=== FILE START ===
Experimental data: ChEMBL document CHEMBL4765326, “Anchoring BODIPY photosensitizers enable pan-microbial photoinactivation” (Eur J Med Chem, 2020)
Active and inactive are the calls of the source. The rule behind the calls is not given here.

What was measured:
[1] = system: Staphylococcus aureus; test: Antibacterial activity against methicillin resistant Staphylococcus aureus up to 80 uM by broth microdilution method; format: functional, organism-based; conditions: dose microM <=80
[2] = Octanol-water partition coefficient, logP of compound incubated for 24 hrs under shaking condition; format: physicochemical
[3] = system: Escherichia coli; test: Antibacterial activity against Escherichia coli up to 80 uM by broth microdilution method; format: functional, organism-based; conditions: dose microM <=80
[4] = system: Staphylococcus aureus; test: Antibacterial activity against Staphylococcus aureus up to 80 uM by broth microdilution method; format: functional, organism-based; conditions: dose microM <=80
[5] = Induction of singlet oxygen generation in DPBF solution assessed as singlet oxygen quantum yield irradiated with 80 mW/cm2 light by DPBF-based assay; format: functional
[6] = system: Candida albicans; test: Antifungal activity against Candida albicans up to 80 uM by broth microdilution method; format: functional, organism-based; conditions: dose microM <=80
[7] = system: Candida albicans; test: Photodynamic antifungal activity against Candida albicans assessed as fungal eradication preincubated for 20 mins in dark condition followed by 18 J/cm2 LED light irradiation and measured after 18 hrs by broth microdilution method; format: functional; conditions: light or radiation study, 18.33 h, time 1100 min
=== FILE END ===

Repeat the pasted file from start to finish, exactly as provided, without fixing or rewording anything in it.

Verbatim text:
Experimental data: ChEMBL document CHEMBL4765326, “Anchoring BODIPY photosensitizers enable pan-microbial photoinactivation” (Eur J Med Chem, 2020)
Active and inactive are the calls of the source. The rule behind the calls is not given here.

What was measured:
[1] = system: Staphylococcus aureus; test: Antibacterial activity against methicillin resistant Staphylococcus aureus up to 80 uM by broth microdilution method; format: functional, organism-based; conditions: dose microM <=80
[2] = Octanol-water partition coefficient, logP of compound incubated for 24 hrs under shaking condition; format: physicochemical
[3] = system: Escherichia coli; test: Antibacterial activity against Escherichia coli up to 80 uM by broth microdilution method; format: functional, organism-based; conditions: dose microM <=80
[4] = system: Staphylococcus aureus; test: Antibacterial activity against Staphylococcus aureus up to 80 uM by broth microdilution method; format: functional, organism-based; conditions: dose microM <=80
[5] = Induction of singlet oxygen generation in DPBF solution assessed as singlet oxygen quantum yield irradiated with 80 mW/cm2 light by DPBF-based assay; format: functional
[6] = system: Candida albicans; test: Antifungal activity against Candida albicans up to 80 uM by broth microdilution method; format: functional, organism-based; conditions: dose microM <=80
[7] = system: Candida albicans; test: Photodynamic antifungal activity against Candida albicans assessed as fungal eradication preincubated for 20 mins in dark condition followed by 18 J/cm2 LED light irradiation and measured after 18 hrs by broth microdilution method; format: functional; conditions: light or radiation study, 18.33 h, time 1100 min